Manchester United manager Sir Alex Ferguson might have been caught up in the heat of the moment, but to declare Swansea defender Ashley Williams “could have killed” Robin van Persie is barely in the Christmas spirit.
Williams and van Persie were involved in an on-field altercation during the 1-1 Premier League draw at the Liberty Stadium on Sunday.
With the United striker appealing for a penalty while on the ground following a challenge from Nathan Dyer, Williams fired the free ball into the top of van Persie’s head.
The Holland international immediately reacted furiously, but fortunately for him, fell as he approached Williams before any further knee-jerk response took place.
Referee Michael Oliver cautioned Williams, 28, for the offence once the temperature had cooled on the field, but Ferguson voiced his anger in a post-match interview.
Ferguson also called for Williams, to be banned for “a long, long time” in the interview, although the Welsh international captain insists the kick was not deliberate.
In a year during which Premier League football has found itself persistently at the wrong end of the negative scale, is Ferguson right to round off 2012 with such a charge aimed at another player?
Of course not, but in the aftermath of the Premier League’s very own annus horribilis, where racism, tasteless chants and coin-throwing all reared their ugly heads, nobody needed a further indictment of the game.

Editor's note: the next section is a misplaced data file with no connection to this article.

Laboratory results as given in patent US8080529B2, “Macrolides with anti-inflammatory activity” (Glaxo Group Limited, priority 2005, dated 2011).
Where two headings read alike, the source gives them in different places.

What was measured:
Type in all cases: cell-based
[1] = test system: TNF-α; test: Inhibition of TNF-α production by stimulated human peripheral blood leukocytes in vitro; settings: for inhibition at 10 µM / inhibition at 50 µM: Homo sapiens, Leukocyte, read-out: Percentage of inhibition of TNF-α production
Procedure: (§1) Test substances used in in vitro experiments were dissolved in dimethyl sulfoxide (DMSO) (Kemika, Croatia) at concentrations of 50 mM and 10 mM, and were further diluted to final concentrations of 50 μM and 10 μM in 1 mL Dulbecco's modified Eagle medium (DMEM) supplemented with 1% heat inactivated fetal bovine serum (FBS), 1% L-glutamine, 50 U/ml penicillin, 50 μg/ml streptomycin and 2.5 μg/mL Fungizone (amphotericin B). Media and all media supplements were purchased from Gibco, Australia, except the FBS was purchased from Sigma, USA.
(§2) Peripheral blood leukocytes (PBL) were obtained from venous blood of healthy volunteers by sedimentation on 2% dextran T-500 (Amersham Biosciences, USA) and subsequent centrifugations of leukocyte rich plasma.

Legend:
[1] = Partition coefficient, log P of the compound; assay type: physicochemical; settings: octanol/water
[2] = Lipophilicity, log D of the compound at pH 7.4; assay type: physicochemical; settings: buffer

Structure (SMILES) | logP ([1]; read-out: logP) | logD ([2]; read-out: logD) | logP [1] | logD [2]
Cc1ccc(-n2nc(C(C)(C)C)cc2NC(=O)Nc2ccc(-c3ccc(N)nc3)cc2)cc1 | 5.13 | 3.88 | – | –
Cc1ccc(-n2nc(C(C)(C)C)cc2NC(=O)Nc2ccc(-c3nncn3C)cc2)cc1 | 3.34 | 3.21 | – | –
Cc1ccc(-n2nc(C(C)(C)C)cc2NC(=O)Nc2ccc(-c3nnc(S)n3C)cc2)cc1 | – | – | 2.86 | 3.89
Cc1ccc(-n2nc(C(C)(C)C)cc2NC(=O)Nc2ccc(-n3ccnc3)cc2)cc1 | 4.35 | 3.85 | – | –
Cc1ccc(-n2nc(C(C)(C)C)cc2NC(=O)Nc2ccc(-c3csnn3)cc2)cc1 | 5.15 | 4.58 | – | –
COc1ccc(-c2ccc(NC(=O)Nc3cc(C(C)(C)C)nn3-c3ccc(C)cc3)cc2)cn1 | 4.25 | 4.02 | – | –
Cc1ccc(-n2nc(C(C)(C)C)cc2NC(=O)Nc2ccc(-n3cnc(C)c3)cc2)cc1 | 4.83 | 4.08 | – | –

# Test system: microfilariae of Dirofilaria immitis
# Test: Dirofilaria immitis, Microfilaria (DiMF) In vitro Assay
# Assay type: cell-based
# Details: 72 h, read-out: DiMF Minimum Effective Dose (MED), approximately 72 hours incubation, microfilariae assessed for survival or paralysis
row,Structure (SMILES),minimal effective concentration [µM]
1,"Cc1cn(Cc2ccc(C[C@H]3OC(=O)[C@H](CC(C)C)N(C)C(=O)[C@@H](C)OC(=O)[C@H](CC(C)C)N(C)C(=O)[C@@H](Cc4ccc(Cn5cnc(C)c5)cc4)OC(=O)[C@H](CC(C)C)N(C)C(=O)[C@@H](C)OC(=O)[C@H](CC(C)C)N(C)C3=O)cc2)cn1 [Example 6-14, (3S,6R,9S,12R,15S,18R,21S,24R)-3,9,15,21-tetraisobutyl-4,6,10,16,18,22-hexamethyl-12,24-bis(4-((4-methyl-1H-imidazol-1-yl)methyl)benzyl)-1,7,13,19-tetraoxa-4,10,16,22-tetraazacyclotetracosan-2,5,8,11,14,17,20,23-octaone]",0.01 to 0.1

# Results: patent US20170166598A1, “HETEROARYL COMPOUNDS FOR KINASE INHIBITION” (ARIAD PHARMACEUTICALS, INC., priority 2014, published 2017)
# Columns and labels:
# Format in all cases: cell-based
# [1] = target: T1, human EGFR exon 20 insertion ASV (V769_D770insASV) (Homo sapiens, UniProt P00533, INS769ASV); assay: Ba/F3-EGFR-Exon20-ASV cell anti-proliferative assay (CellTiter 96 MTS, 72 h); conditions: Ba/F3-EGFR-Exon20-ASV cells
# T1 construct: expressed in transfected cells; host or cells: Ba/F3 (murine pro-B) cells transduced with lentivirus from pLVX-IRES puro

Ferguson, though, is a master of the art of covering up his team’s failings with a rant about some other issue within the game, ensuring any poor United display does not make the headlines.
Only Jose Mourinho has matched his United counterpart in this area.
The draw at Swansea meant title rivals Manchester City would cut the gap on United to four points heading into the Christmas period.
Not a position Ferguson will have enjoyed, but from a cynical point of view, his outrageous view on Williams has seen Roberto Mancini's team knocked off the back pages.
Much of the time, Ferguson can capture the zeitgeist, but on Sunday, his reaction was well over the top and woefully executed.
Intent would be difficult to gauge from television replays, but it is doubtful that Williams, a respected professional in the game, would wish to maim or indeed “kill” a fellow player.
Other Premier League managers have already weighed in to defend Williams from the accusation levelled by Ferguson.
The Swansea defender will not face further action from the Football Association, but then again, neither will Ferguson.
There is little debate, however, which of the two men was more clearly in the wrong on this occasion.